He cited the TradeLens project being conducted by IBM and transport company Maersk, calling it “a promising one,” despite the challenge of recruiting additional participants.
“In this scenario, market power is spread across a number of companies and a number of geographies, making coordination and cooperation more difficult,” Cutts explained. Most significantly, companies are at different levels of technical sophistication and have different corporate cultures when it comes to sharing information.”
As retailers look around for examples of successful blockchain implementation, more use cases are emerging. One big splash this spring was the announcement that several major retailers including Crate & Barrel, Nordstrom and Whole Foods Market (owned by Amazon), will accept bitcoin and three other types of cryptocurrency. The project has the credibility of backing from Gemini Trust Company, which is in turn backed by the Winklevoss twins, the high-profile high-tech venture capitalists.
The digital currency plan is based on tying payments to the digital scanners that retailers use to accept phone-based payments from mobile apps and digital wallets, such as Apple Pay. Flexa, a startup global network that unites retail and blockchain technologies, actually coordinates the rollout, which also includes GameStop, Regal Cinemas and Baskin-Robbins. It is working with merchants to configure their scanners to recognize payments from its cryptocurrency app.
Experts agree that it is still early in the blockchain/retail relationship. But they also point to the increasing exploration of new ways to make blockchain part of the consumer experience. For example, Comcast Ventures has invested in several projects that touch its multiple entertainment outlets. Even Subway, the sandwich shops, are implementing blockchain for “traceability” – a way to keep track of everything that comes to and goes out of its shops.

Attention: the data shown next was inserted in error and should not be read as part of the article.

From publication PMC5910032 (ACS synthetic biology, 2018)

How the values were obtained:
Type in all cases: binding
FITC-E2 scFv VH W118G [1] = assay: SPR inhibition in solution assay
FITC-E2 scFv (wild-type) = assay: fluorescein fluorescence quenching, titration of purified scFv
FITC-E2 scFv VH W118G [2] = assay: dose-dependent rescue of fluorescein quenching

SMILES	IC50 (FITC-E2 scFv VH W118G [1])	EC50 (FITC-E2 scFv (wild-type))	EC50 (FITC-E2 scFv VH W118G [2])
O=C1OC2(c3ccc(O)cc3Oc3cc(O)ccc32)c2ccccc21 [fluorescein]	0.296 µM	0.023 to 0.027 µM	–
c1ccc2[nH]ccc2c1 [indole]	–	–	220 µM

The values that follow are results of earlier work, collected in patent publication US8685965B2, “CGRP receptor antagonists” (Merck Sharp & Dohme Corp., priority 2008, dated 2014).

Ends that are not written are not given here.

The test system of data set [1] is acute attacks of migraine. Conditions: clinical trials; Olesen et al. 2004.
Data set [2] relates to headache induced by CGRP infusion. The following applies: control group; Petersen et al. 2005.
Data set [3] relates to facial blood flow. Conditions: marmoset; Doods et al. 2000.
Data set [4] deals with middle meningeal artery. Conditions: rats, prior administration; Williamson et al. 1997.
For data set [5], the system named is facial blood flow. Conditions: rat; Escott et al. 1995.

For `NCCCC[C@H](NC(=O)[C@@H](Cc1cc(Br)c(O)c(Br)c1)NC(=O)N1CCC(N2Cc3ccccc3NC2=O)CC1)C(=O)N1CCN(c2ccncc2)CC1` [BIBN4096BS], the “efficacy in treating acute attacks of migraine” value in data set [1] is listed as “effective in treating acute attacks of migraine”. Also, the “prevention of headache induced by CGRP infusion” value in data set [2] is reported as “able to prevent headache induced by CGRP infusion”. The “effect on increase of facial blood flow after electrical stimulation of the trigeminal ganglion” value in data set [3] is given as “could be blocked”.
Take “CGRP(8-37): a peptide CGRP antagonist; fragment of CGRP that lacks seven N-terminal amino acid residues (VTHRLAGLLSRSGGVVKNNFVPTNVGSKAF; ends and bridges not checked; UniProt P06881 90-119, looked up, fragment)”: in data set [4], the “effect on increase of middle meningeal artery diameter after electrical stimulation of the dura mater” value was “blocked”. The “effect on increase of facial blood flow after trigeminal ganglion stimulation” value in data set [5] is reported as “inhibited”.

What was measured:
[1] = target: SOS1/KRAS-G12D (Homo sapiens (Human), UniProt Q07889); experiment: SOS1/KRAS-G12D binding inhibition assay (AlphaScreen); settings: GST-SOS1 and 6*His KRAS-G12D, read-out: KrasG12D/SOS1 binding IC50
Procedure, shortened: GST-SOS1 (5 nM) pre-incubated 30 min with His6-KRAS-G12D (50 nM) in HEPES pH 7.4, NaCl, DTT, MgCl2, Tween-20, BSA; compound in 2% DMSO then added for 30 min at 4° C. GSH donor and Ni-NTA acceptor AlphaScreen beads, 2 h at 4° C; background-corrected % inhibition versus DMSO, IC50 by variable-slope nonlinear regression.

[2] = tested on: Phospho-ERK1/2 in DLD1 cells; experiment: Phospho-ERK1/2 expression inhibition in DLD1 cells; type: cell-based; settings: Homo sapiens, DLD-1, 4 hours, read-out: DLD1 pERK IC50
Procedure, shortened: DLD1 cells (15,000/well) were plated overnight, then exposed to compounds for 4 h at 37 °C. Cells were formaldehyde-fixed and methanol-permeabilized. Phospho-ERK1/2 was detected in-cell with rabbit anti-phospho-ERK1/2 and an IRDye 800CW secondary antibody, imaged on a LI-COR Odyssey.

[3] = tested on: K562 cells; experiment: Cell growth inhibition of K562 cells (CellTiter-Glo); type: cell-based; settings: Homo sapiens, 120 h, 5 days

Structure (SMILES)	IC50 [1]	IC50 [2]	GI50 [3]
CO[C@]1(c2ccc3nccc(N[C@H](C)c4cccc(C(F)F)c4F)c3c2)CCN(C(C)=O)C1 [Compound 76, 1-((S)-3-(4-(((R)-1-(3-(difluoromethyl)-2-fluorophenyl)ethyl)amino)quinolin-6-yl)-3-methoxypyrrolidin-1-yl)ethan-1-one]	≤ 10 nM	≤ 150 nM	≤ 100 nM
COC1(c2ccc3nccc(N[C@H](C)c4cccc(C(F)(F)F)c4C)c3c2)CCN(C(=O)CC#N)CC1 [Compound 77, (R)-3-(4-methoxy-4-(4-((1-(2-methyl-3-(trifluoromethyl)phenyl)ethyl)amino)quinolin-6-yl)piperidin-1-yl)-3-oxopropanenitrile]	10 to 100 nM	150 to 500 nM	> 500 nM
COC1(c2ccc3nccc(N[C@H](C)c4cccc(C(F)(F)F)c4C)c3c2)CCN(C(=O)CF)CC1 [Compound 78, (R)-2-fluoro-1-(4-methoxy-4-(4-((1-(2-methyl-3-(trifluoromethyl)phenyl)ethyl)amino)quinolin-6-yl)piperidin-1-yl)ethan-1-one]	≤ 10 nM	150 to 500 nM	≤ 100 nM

Fundamentally, the retail pioneers working with blockchain agree it’s all about data integrity and security. Or, as some pundits put it: blockchain closes the “trust gap” that has made customers leery in the changing retail environment.
Jack Cutts, Senior Director, Business Intelligence and Research, Consumer Technology Association:
“The most promising use cases are those involving efficiencies in the B2B space. In those scenarios, a mass merchant has the ability to dictate how its goods will be handled and what underlying tracking and inventory systems will be used. A retailer who is determined to use blockchain to drive efficiency and/or track performance of different vendors in the supply chain has the ability to push blockchain into the equation where it would not otherwise happen organically.”
Nathan Trail, Senior Manager, Technology Policy, Consumer Technology Association:
We need public policy that will allow blockchain to thrive. Instead of regulating blockchain technology as a whole, it makes more sense to regulate blockchain-enabled functions. It’s important for industry to work with policymakers to help them understand future applications of this technology, and to understand what type or regulatory adjustments (if any) need to be made so these applications can be utilized.”
Yves Benchimol, CEO and Co-founder, Universal Reward Protocol:
Blockchain technology allows us to give retailers access to transparent and verifiable performance indicators. We are monitoring the cost per incremental visit and the conversion rate in real time to optimize the offline performance of campaigns. Our secure and private cryptographic method ensures users than no one will receive any personal information. The reward is a cryptocurrency.”